“Do you want coffee? Tea?”
I glance with discomfort at the LFP staff member who has come to help me translate. It is Ramadan, and I have yet to determine the cultural rules of eating during the daytime. “If Abdullah doesn’t mind?”
My interviewee speaks purposefully, emphasizing choice words with a lilting crack in his voice. “They have to be don’t mind. They have to be don’t mind because that’s their own responsibility.” He lights a cigarette, a big middle finger to the fact that smoking is also forbidden during the fast.
My wet sleeves cling to my arms and all my little hairs are standing up. The date I have written into my notebook is smudged and the edges of the manager’s consent form are curled upwards. About halfway down the mountain Abdullah had asked if I had brought a rain jacket, and I replied confidently that I always kept a spare umbrella in my backpack. To the contrary, my umbrella was tucked haphazardly under my bunk back at home. The only part of me that remained dry as we whipped through Garut was my head under a motorcycle helmet.
The rain starts to clear and like wavering window curtains, droplets trickle from the roof of the verandah around us. This is one of the many “eco-resorts” in the area that features hot springs. They have built walkways, bungalows, and open lounges directly over the water, so steam rises on all sides of us and I catch glimpses of carp through the slits in the wood under my feet. For the past month, I have been travelling to different wildlife rescue centers, eco-resorts, and tourist attractions to discover how tourism impacts the Indonesian ecosystem. Resorts like these are everywhere, little oases hiding within the commotion of the city. As one interviewee explained, they represent “Indonesia from a Western gaze”, temple-like in structure, with open air patios and lazy wooden fans hanging from the ceiling and twangy tropical music acting as an insistent backdrop. On the resort’s website, they claim to be an “eco-friendly resort” that “cares deeply about the natural preservation around us”, and we are here to determine what that actually means.
In one moment the hotel manager is apologizing for his broken English, and in the next he is telling me that he used to live in Brooklyn and Bayonne, New Jersey. After detailing his run-ins with the American mafia, he explains that it’s not so different here. He is obligated to hire as employees men from the top of the mountain, where all the water for his resort is sourced. If he fires them, the water stops. I am listing themes as I go, and I resist the urge to scribble water mafia under the “Barriers” column and instead put a tally next to corruption.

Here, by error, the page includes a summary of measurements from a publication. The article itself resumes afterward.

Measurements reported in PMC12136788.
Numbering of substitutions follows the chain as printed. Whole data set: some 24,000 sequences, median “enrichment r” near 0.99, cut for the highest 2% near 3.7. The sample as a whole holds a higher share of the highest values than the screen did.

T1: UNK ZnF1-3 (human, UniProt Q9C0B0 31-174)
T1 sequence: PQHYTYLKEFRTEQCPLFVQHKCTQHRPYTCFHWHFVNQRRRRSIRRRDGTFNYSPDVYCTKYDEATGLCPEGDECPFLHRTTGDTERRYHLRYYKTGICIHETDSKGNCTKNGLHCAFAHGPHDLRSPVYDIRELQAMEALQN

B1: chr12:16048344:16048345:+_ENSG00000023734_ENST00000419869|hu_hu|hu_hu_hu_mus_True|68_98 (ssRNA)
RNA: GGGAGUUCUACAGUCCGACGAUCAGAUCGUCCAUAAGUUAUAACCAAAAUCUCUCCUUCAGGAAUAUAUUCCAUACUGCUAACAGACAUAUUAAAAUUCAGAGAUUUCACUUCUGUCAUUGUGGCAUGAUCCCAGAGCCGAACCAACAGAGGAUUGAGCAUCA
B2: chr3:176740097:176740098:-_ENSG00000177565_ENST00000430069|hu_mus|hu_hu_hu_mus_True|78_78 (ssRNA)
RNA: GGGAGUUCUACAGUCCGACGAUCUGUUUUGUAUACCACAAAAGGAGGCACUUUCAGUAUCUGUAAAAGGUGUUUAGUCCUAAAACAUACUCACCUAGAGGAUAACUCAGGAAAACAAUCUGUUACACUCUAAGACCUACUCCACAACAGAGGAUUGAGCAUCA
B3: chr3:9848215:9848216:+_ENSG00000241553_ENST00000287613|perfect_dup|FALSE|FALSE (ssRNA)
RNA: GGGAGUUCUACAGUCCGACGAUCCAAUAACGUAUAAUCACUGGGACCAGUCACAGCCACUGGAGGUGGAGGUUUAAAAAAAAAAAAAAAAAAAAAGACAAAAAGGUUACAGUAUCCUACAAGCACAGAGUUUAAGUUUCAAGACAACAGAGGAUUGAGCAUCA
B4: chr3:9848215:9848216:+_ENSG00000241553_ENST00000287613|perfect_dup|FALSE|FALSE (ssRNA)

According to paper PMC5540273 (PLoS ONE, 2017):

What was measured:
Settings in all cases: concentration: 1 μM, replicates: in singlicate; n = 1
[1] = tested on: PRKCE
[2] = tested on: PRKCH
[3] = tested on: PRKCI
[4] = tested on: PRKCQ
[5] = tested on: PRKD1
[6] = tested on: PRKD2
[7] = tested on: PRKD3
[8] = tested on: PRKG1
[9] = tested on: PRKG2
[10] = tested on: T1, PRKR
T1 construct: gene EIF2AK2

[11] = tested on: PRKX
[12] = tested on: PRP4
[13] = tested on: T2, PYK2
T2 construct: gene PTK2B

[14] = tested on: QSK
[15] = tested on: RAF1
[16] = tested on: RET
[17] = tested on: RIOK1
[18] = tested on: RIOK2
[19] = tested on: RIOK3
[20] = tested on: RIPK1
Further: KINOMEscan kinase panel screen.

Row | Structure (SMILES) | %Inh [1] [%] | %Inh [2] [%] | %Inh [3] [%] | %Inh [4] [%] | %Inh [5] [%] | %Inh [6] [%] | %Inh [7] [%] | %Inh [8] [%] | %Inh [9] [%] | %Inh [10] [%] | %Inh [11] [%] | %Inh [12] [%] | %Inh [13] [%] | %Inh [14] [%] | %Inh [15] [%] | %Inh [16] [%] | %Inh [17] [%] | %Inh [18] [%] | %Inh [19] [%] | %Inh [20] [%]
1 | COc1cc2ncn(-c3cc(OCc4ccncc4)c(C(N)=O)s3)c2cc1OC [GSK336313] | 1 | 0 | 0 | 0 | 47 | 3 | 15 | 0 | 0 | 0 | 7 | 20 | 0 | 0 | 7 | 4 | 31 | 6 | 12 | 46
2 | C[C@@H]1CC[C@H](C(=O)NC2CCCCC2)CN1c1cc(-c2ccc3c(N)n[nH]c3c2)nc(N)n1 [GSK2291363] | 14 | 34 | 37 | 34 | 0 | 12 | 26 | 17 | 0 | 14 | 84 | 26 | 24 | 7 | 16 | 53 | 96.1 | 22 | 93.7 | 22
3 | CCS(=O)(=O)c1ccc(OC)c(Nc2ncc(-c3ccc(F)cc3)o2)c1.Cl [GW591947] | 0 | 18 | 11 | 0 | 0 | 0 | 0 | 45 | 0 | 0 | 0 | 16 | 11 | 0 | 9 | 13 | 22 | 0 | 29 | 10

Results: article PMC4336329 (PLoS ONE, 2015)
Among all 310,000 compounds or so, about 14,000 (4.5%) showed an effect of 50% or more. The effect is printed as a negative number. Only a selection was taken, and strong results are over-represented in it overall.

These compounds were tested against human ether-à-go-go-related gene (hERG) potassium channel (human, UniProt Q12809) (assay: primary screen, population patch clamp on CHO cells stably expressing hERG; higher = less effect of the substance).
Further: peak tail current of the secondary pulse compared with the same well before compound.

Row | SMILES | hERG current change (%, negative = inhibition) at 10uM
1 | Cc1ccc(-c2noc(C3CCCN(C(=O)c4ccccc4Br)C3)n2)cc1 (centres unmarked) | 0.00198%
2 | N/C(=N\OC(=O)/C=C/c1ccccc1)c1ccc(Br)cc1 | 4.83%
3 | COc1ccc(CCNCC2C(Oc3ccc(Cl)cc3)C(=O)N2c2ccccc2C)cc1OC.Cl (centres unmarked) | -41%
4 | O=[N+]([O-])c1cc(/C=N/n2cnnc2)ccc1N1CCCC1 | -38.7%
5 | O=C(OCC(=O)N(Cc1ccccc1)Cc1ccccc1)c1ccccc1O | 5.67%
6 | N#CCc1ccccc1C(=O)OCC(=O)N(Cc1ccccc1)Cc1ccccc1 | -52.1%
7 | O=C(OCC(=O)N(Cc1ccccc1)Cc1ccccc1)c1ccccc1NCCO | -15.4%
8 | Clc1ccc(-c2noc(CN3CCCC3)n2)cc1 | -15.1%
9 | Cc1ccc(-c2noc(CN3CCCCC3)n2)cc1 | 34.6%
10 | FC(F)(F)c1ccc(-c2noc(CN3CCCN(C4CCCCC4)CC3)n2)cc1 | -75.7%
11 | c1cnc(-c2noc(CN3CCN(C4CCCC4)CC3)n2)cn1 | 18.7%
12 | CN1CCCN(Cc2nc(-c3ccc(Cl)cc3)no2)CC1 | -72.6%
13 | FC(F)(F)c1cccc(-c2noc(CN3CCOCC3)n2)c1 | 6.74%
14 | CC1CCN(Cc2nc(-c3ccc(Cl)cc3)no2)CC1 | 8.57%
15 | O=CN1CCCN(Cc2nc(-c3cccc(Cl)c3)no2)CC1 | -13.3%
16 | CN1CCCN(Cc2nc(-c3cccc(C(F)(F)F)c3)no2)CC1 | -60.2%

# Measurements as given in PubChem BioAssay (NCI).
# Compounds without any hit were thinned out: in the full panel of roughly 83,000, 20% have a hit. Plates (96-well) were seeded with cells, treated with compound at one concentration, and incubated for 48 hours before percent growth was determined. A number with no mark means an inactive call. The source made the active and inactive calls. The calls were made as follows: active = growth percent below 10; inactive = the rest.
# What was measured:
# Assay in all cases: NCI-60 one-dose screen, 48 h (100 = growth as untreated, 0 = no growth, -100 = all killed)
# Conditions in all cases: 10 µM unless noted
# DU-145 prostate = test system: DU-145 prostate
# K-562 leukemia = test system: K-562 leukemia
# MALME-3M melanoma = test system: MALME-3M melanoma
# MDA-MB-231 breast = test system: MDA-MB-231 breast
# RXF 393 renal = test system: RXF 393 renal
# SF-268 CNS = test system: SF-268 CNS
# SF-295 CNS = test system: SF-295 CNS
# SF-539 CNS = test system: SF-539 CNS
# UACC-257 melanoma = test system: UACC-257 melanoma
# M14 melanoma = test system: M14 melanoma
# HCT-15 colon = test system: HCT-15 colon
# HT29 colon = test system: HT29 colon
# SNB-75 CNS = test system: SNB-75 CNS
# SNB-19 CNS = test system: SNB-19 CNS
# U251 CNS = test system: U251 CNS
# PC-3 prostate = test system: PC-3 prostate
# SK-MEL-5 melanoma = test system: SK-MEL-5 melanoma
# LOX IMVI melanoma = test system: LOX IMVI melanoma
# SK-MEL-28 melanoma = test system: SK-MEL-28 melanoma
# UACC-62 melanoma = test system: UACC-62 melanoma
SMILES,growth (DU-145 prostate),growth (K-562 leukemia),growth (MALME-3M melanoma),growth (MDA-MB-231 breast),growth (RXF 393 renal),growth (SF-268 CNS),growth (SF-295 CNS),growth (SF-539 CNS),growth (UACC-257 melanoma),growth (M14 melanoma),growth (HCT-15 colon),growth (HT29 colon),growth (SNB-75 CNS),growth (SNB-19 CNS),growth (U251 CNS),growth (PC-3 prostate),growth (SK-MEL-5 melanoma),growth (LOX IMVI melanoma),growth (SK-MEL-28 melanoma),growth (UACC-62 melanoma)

We soak through the seat cushions for over an hour, and I let the manager answer all of my questions before I ask them. He speaks as though everything is a new profound thought, a professor eager to have a pupil. He allows me the time to write down every word, but I am clumsy because my nerve-damaged index finger is still numb from the rain. Abdullah sits patiently while his translating abilities go completely unused. I down the last of my warm Javan coffee. My final question is always the same – I ask if there is anything he wishes he could do differently in his job.
He responds without pause. “Yes. If more people to think about the tourism as more consistent… more sustainable… environmentally… the tourists will be more…the people come, want to have inspiration, experience, to take it home. To pass it to other people. They have less here.”
I try to think of an eloquent way to follow up. All I can come up with is, “But why is it so hard?”
He holds up a finger. “Because of the loss of the culture.”
I had struggled to understand what this man really thought of tourism in Indonesia, because over and over he had used the phrases “increase of culture” and “loss of culture” interchangeably. He goes on to explain how you can get an omelet anywhere in Garut but that the traditional uses for rhubarb soup, such as warding off evil spirits, are not as common. Now I understand he is referring to the increase of one culture and loss of another.
In these interviews, I treat wildlife, the environment, and local people as separate entities. I want to know how tourism can positively and negatively impact each of these. However, Indonesian participants have continually conflated the three. They see the eroding of their forests by big industries as an attack upon their culture. But when they are able to take control of the environment themselves, it is an act of preservation for both. The manager tells me that he is going to start a Nature Conservation club in a month after his retirement, where he will teach children to fish and herd water buffalo and keep chickens. To me, these are not typical examples of conservation, but instead of conserving a way of life.
This is why Wildlife Conservation cannot be separated from Anthropology. I am starting to see that, at least among my small sample size, the local people here see their environment as a part of themselves. When we wedge ourselves into their world without any understanding of their culture and start telling them how to treat their environment, it is an affront to their culture. Instead, we need to return control to them, so that they are able to preserve their wildlife and their environment themselves.
Before we leave, I ask to use the bathroom, where I lean against the wall and steal a few bites of a packed sandwich. I could reflect upon how bizarre this is, but instead I am musing over the fact that the toilet has an “ecoflush” option. I reach for my notebook.